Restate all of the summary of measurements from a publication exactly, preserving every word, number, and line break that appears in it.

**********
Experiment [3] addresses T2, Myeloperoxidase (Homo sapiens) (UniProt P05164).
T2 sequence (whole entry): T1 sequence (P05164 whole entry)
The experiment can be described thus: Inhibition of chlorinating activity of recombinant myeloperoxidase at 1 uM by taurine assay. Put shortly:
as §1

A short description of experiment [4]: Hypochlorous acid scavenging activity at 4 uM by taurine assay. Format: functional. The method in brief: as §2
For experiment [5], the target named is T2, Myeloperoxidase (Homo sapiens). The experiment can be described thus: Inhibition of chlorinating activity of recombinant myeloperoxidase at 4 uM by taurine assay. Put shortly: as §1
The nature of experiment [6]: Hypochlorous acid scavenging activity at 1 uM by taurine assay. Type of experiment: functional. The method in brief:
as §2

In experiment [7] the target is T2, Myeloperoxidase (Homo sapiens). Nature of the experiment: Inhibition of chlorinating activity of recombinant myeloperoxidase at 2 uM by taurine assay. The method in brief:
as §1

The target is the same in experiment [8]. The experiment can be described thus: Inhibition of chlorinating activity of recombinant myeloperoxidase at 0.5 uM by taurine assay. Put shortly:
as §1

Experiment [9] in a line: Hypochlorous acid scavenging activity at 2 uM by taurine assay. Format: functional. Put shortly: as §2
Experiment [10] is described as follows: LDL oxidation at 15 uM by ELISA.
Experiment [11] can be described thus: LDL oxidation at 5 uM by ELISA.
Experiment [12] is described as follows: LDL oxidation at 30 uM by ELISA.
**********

Experiment [3] addresses T2, Myeloperoxidase (Homo sapiens) (UniProt P05164).
T2 sequence (whole entry): T1 sequence (P05164 whole entry)
The experiment can be described thus: Inhibition of chlorinating activity of recombinant myeloperoxidase at 1 uM by taurine assay. Put shortly:
as §1

A short description of experiment [4]: Hypochlorous acid scavenging activity at 4 uM by taurine assay. Format: functional. The method in brief: as §2
For experiment [5], the target named is T2, Myeloperoxidase (Homo sapiens). The experiment can be described thus: Inhibition of chlorinating activity of recombinant myeloperoxidase at 4 uM by taurine assay. Put shortly: as §1
The nature of experiment [6]: Hypochlorous acid scavenging activity at 1 uM by taurine assay. Type of experiment: functional. The method in brief:
as §2

In experiment [7] the target is T2, Myeloperoxidase (Homo sapiens). Nature of the experiment: Inhibition of chlorinating activity of recombinant myeloperoxidase at 2 uM by taurine assay. The method in brief:
as §1

The target is the same in experiment [8]. The experiment can be described thus: Inhibition of chlorinating activity of recombinant myeloperoxidase at 0.5 uM by taurine assay. Put shortly:
as §1

Experiment [9] in a line: Hypochlorous acid scavenging activity at 2 uM by taurine assay. Format: functional. Put shortly: as §2
Experiment [10] is described as follows: LDL oxidation at 15 uM by ELISA.
Experiment [11] can be described thus: LDL oxidation at 5 uM by ELISA.
Experiment [12] is described as follows: LDL oxidation at 30 uM by ELISA.